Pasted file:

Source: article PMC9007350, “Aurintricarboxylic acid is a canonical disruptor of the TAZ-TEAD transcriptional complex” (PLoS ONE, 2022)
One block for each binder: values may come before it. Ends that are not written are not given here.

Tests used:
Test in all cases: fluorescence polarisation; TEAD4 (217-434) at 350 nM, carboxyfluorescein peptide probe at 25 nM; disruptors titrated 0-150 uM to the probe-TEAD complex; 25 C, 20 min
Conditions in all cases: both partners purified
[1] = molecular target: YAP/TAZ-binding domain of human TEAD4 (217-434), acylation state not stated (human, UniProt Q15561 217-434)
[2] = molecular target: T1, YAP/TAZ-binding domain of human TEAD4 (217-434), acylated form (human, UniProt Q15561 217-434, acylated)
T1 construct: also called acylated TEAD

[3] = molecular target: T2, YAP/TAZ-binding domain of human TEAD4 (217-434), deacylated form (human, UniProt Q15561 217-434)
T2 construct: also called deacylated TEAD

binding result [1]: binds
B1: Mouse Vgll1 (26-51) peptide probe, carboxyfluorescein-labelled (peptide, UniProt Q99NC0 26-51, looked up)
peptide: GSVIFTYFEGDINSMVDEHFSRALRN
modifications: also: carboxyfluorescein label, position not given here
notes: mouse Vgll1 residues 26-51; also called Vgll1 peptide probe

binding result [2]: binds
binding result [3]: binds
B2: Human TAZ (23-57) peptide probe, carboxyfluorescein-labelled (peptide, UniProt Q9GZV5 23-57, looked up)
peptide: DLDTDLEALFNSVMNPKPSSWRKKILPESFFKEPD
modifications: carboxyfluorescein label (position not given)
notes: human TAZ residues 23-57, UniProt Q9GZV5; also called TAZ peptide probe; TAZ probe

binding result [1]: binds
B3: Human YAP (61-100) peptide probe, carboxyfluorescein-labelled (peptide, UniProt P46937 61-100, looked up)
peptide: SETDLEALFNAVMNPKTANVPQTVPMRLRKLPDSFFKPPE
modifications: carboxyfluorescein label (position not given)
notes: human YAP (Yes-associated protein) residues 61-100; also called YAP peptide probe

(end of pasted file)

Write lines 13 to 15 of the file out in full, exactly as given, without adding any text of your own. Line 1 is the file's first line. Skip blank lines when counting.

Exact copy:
peptide: GSVIFTYFEGDINSMVDEHFSRALRN
modifications: also: carboxyfluorescein label, position not given here
notes: mouse Vgll1 residues 26-51; also called Vgll1 peptide probe